Ships in class[edit]

The 21 ships of the Paulding class were:[8]

Ship Shipyard Laid down Launched Commissioned Decommissioned Fate
USS Paulding (DD-22) Bath Iron Works 24 July 1909 12 April 1910 29 September 1910 August 1919 USCG 1924-30, scrapped 1934
USS Drayton (DD-23) Bath Iron Works 1909 22 August 1910 29 October 1910 17 November 1919 Scrapped 1935
USS Roe (DD-24) Newport News 3 August 1908 24 July 1909 17 September 1910 December 1919 USCG 1924-30, scrapped 1934
USS Terry (DD-25) Newport News 8 February 1909 21 August 1909 18 October 1910 13 November 1919 USCG 1924-30, scrapped 1934
USS Perkins (DD-26) Fore River Ship and Engine 22 March 1909 9 April 1910 18 November 1910 5 December 1919 Scrapped 1935
USS Sterett (DD-27) Fore River Ship and Engine 22 March 1909 12 May 1910 15 December 1910 9 December 1919 Scrapped 1935
USS McCall (DD-28) New York Shipbuilding 8 June 1909 4 June 1910 23 January 1911 12 December 1919 USCG 1924-30, scrapped 1934
USS Burrows (DD-29) New York Shipbuilding 19 June 1909 23 June 1910 21 February 1911 12 December 1919 USCG 1925-31, scrapped 1934
USS Warrington (DD-30) William Cramp & Sons 21 June 1909 18 June 1910 20 March 1911 31 January 1920 Scrapped 1935
USS Mayrant (DD-31) William Cramp & Sons 22 April 1909 23 April 1910 12 July 1911 12 December 1919 Scrapped 1935
USS Monaghan (DD-32) Newport News 1 June 1910 18 February 1911 21 June 1911 4 November 1919 USCG 1924-31, scrapped 1934
USS Trippe (DD-33) Bath Iron Works 12 April 1910 20 December 1910 23 March 1911 6 November 1919 USCG 1924-31, scrapped 1934
USS Walke (DD-34) Fore River Ship and Engine 5 March 1910 3 November 1910 22 July 1911 12 December 1919 Scrapped 1935
USS Ammen (DD-35) New York Shipbuilding 29 March 1910 20 September 1910 23 May 1911 11 December 1919 USCG 1924-31, scrapped 1934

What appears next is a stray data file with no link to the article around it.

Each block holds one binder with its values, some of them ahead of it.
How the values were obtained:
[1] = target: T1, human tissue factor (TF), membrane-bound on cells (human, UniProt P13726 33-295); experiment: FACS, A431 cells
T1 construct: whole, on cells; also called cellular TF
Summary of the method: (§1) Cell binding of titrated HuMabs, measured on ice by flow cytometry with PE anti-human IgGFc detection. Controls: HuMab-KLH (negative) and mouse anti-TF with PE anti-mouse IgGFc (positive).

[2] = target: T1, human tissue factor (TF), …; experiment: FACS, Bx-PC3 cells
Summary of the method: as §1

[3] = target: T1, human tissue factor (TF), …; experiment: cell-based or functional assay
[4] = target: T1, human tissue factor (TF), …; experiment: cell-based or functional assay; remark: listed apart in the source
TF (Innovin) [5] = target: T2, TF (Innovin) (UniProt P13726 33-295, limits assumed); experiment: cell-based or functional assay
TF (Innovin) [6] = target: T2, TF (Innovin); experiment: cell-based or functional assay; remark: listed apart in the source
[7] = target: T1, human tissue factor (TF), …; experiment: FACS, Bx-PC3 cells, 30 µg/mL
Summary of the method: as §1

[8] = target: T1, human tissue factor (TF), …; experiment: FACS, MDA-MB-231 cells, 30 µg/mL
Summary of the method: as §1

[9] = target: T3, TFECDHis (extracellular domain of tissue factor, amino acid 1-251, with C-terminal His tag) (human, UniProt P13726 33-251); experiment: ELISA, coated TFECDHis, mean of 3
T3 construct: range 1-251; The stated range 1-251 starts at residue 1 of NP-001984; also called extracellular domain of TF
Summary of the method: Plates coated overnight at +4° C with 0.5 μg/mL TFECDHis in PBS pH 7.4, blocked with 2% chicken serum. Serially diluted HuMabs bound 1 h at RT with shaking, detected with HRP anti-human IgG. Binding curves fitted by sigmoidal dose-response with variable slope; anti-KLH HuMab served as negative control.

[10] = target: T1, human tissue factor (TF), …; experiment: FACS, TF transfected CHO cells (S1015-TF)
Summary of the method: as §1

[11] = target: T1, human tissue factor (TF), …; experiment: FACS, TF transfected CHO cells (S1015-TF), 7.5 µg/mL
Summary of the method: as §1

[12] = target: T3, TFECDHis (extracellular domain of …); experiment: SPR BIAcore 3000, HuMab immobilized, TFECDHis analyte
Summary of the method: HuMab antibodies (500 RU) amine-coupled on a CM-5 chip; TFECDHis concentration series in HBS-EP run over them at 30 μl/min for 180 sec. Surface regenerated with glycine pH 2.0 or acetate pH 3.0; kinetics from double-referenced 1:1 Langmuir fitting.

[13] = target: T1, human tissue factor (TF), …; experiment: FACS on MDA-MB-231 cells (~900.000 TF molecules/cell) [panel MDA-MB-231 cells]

USS Patterson (DD-36) William Cramp & Sons 29 March 1910 29 April 1911 11 October 1911 1 January 1919 USCG 1924-30, scrapped 1934
USS Fanning (DD-37) Newport News 1911 11 January 1912 21 June 1912 24 November 1919 USCG 1924-30, scrapped 1934
USS Jarvis (DD-38) New York Shipbuilding 1 July 1911 4 April 1912 22 October 1912 26 November 1919 Scrapped 1935
USS Henley (DD-39) Fore River Ship and Engine 1911 3 April 1912 6 December 1912 12 December 1919 USCG 1924-31, scrapped 1934
USS Beale (DD-40) William Cramp & Sons 8 May 1911 30 April 1912 30 August 1912 25 October 1919 USCG 1924-30, scrapped 1934
USS Jouett (DD-41) Bath Iron Works 7 March 1911 15 April 1912 24 May 1912 24 November 1919 USCG 1924-31, scrapped 1935
USS Jenkins (DD-42) Bath Iron Works 24 March 1911 29 April 1912 15 June 1912 31 October 1919 Scrapped 1935

Gallery[edit]

See also[edit]

References[edit]

  1. ^ Friedman, p. 27
  2. ^ (2001) Jane's Fighting Ships of World War I, pg. 147. Random House, London. ISBN 1-85170-378-0
  3. ^ Friedman, p. 68
  4. ^ Gardiner, p. 122
  5. ^ Friedman, p. 27
  6. ^ Friedman, p. 26-27
  7. ^ Gardiner, p. 122
  8. ^ http://destroyerhistory.org/early/pauldingclass/ DestroyerHistory.org Paulding class destroyer

External links[edit]